Translation by:eleanor forshaw
The internship phenomenon is gathering ground and is not showing any signs of slowing down. How do young Europeans deal with it? What are the pitfalls and the tricks of the trade?
The summer holiday period is but a distant memory for many European students who, in early September, are already in the midst of a work placement. Countless University courses now require the successful completion of a placement period of varying length, generally lasting between three and six months.
Internships are a wonderful professional training tool that give students and graduates a feel for the workplace, helping them to choose which career path to follow. With today’s stagnant job market, gaining interesting and secure employment may sound impossible. So, to give a CV that extra edge, future employees are increasingly being asked for some sort of work experience, which makes their applications richer and more appealing to employers.
Creating a solid CV has thus become a necessary step. The candidate’s profile, from both a professional and personal point of view, is outlined in just a few printed pages which may or may not open doors to employment. For employers, studies are of course important – but professional experience in the field may count even more.
Leonardo, mon amour
Universities and the European Union have come together to create programmes that aim to facilitate the entry of students into employment. ‘Placement offices’, as they are known, liaise with companies and draw up agreements and training contracts. They also help students to search for a placement that meets their demands, interests and aspirations.
‘Leonardo da Vinci’ is one of these programmes sponsored by the EU. Although it was initially created to encourage the exchange of students within the European Union, it is now one of the key instruments for those looking for placements abroad. One of the main popularity factors of the programme is that it provides a small sum to help refund expenses.
From photocopying to exploitation
Unfortunately, more often than not, placements are unpaid and interns are just an extra pair of hands for no extra cost to the employer. In the worst cases, the student sees all initial hope of good professional training slowly drift beyond reach. “I don’t do much; at the most I make photocopies or do some archiving. I’m not learning anything that could potentially help me in future employment. I’m not saying it’s useless, but… nearly!” says Elena, currently completing a two-month placement in a centre for the professional rehabilitation of ex prisoners.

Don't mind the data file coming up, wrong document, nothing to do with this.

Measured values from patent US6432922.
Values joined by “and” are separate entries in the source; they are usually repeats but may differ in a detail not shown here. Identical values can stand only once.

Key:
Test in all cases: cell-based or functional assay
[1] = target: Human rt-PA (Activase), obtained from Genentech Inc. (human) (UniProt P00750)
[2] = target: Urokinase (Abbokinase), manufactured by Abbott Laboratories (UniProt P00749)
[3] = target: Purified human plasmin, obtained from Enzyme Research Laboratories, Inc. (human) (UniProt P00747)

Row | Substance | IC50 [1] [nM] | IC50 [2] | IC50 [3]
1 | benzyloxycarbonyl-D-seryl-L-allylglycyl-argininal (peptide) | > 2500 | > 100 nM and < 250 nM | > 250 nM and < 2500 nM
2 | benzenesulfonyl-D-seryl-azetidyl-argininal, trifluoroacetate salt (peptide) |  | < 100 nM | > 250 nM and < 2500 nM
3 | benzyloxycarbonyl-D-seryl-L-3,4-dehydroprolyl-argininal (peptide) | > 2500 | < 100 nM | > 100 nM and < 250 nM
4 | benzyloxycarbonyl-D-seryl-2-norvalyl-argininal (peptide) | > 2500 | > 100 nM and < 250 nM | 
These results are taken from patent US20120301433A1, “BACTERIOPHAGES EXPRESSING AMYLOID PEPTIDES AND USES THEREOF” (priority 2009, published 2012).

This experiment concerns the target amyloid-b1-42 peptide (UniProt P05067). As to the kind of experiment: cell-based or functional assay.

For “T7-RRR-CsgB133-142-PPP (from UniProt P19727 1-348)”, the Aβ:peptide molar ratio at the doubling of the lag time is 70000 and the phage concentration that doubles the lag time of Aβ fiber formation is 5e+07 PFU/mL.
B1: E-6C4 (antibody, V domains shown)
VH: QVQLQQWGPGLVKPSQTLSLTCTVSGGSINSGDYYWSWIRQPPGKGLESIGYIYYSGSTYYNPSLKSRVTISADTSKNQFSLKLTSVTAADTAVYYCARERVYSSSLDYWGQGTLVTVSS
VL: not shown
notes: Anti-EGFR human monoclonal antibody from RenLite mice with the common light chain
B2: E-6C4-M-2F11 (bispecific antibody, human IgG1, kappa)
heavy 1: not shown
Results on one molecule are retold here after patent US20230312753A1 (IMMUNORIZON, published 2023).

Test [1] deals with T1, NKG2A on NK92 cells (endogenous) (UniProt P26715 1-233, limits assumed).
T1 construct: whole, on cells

However, not all young talent is wasted in this way: placement experiences are very personal and diverse. Michael, who has just completed a three-month internship in the editorial office of a local Italian daily newspaper, seems content. “Of course, I worked like mad: I started every day at eight and finished at ten at night, for free… but this experience has proved crucial for sorting out my ideas about a professional career. I know now that I want to be a journalist! If I could, I’d do it again”, says the young man.
Regrettably, a placement is not necessarily a fast-track to employment. Davide Sighele, editor of an online newspaper, admits that “we couldn’t take on all the students who do a placement in our editorial office. However, we do believe that it is important to give those aspiring journalists the opportunity to see what work in an editorial office is like. We like to think that we give them a real insight into our line of work”.
A genuine solution to this problem, which would benefit both the students and the companies, could be the organisation placement offices into a Europe-wide network, managed by the universities and supported by educational institutions. They could, for example, offer to refund various expenses to the student, which could, in turn, lead to regulations concerning the accessibility of placements, making them fairer and more accessible to all.
The possibilities are endless (local, national and European institutions, companies, NGOs, international organisations), but it is essential to obtain guarantees. The necessary frameworks need to be available and the placement students must be protected by an internship contract that outlines the precise tasks the student will be doing. The students should also be constantly supervised by a tutor who helps and supports them.
The race is on. Placements are now a compulsory step for all students who want a foothold in the job market. Students need not be afraid of this first contact with a working environment, and they must show conviction and initiative in order to render their training more interesting. All that remains to be done now is knock on doors, proffering applications and CVs, whilst bearing closing dates in mind. It seems that placement fever continues its inexorable advance.
Translated from Sindrome? Febbre da stage